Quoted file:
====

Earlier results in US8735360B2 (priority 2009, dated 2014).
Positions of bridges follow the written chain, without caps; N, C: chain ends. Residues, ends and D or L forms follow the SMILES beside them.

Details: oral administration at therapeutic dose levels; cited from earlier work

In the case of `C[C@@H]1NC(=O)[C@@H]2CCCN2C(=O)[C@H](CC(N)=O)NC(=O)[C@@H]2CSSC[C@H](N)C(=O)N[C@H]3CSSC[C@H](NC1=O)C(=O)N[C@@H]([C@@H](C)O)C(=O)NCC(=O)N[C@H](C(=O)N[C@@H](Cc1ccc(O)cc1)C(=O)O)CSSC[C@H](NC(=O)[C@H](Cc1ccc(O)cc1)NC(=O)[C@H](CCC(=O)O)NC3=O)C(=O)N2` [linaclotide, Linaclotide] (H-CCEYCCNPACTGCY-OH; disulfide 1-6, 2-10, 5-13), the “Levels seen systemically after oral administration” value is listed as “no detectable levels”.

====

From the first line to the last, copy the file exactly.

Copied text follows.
Earlier results in US8735360B2 (priority 2009, dated 2014).
Positions of bridges follow the written chain, without caps; N, C: chain ends. Residues, ends and D or L forms follow the SMILES beside them.

Details: oral administration at therapeutic dose levels; cited from earlier work

In the case of `C[C@@H]1NC(=O)[C@@H]2CCCN2C(=O)[C@H](CC(N)=O)NC(=O)[C@@H]2CSSC[C@H](N)C(=O)N[C@H]3CSSC[C@H](NC1=O)C(=O)N[C@@H]([C@@H](C)O)C(=O)NCC(=O)N[C@H](C(=O)N[C@@H](Cc1ccc(O)cc1)C(=O)O)CSSC[C@H](NC(=O)[C@H](Cc1ccc(O)cc1)NC(=O)[C@H](CCC(=O)O)NC3=O)C(=O)N2` [linaclotide, Linaclotide] (H-CCEYCCNPACTGCY-OH; disulfide 1-6, 2-10, 5-13), the “Levels seen systemically after oral administration” value is listed as “no detectable levels”.